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Racial and ethnic disparities in incidence and mortality for the five most common gastrointestinal cancers in the United States.

Bui A, Yang L, Soroudi C, May FP. Racial and ethnic disparities in incidence and mortality for the five most common gastrointestinal cancers in the United States. Journal of the National Medical Association. 2022 Aug 1; 114(4):426-429.

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Abstract:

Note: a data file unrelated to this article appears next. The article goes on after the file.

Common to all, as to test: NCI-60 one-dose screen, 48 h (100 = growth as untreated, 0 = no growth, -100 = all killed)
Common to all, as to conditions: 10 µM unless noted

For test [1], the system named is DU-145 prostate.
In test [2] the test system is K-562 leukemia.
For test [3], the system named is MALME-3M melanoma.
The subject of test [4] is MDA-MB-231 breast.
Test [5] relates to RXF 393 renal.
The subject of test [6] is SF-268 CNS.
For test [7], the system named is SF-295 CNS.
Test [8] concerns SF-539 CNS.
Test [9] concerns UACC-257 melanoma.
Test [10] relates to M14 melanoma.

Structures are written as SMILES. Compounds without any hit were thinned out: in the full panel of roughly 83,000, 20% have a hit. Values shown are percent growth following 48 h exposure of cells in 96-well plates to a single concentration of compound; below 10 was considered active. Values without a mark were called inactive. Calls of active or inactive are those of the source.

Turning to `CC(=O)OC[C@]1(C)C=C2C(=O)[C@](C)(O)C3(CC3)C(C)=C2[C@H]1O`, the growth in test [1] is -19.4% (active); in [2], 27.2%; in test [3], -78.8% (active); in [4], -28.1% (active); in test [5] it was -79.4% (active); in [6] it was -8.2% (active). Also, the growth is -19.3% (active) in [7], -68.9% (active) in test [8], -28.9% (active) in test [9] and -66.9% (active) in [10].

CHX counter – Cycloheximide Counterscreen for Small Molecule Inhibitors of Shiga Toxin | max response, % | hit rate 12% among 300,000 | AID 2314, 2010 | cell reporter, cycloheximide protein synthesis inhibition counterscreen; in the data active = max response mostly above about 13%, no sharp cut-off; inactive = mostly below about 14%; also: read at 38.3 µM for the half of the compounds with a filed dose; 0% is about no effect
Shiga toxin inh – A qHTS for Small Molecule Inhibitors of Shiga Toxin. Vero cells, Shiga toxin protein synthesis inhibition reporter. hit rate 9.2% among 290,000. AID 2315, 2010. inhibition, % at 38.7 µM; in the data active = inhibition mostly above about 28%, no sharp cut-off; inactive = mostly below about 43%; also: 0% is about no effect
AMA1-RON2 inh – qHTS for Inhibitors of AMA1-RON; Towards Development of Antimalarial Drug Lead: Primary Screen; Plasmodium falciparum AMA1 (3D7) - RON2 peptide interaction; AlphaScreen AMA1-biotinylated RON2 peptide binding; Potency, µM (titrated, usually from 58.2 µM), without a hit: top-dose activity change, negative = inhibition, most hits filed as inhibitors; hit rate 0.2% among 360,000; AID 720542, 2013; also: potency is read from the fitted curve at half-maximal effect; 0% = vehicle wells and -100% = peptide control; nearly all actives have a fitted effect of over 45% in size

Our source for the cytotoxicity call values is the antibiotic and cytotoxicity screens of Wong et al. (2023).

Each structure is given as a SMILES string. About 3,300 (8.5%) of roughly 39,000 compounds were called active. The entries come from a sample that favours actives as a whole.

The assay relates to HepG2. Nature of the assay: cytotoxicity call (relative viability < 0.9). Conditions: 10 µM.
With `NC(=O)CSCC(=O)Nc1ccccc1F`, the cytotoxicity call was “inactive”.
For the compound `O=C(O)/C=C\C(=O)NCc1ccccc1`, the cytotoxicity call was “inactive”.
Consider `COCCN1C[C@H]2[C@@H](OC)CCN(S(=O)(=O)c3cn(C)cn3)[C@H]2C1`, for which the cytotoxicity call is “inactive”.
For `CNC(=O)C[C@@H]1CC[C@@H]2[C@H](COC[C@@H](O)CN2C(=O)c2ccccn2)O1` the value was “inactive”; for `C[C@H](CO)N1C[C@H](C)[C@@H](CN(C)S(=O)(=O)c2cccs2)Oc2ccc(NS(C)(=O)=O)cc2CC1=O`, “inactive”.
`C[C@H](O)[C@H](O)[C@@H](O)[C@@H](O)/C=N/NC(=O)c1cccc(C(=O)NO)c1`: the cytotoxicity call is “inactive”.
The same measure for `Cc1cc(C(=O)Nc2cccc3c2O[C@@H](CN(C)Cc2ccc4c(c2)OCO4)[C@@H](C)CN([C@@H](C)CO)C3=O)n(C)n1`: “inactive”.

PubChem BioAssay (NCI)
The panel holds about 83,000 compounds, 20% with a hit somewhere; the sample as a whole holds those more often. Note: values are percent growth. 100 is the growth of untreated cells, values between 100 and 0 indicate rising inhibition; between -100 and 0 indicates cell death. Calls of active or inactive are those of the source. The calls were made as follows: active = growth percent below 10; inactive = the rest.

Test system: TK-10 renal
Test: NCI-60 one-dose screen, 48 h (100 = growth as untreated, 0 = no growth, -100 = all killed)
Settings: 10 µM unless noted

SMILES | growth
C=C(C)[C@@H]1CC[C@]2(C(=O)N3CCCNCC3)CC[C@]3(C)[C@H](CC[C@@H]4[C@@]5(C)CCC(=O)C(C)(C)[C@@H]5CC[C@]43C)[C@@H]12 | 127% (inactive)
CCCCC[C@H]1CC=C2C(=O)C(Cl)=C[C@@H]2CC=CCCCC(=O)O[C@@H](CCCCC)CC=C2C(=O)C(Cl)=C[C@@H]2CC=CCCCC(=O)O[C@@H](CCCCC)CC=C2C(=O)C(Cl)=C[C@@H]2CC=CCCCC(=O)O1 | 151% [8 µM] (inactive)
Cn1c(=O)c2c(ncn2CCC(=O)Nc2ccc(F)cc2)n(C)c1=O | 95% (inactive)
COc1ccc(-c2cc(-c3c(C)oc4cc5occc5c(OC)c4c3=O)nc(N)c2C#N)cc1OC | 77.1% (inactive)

BACKGROUND: Gastrointestinal cancers account for a significant burden of cancers in the United States. We sought to measure relative incidence of and mortality from the five most common gastrointestinal malignancies by race and ethnicity. METHODS: We used data from the National Cancer Institute Surveillance, Epidemiology, and End Results Cancer Registry and the National Center for Health Statistics to calculate incidence and mortality rates for colorectal, pancreatic, liver, esophageal, and gastric cancer from 2013 to 2017 (incidence) and 2014 to 2018 (mortality). We then calculated incidence and mortality rate ratios, comparing each racial/ethnic group (non-Hispanic Black, non-Hispanic Asian/Pacific Islander, non-Hispanic American Indian/Alaska Native, and Hispanic) to non-Hispanic White. RESULTS: Colorectal cancer had highest overall incidence and mortality. When compared to non-Hispanic White individuals, all other racial/ethnic groups had significantly higher incidence of liver and gastric cancer but lower incidence of esophageal cancer. Non-Hispanic Black individuals had higher incidence of colorectal and pancreatic cancer than non-Hispanic White individuals, while Hispanic and non-Hispanic Asian/Pacific Island individuals had lower incidence of these two cancers compared to non-Hispanic White individuals. Disparity patterns were similar for mortality. CONCLUSIONS: Liver and gastric cancer have the greatest differences in incidence and mortality by race/ethnicity. Non-Hispanic Black individuals carry the highest burden of gastrointestinal malignancies overall.





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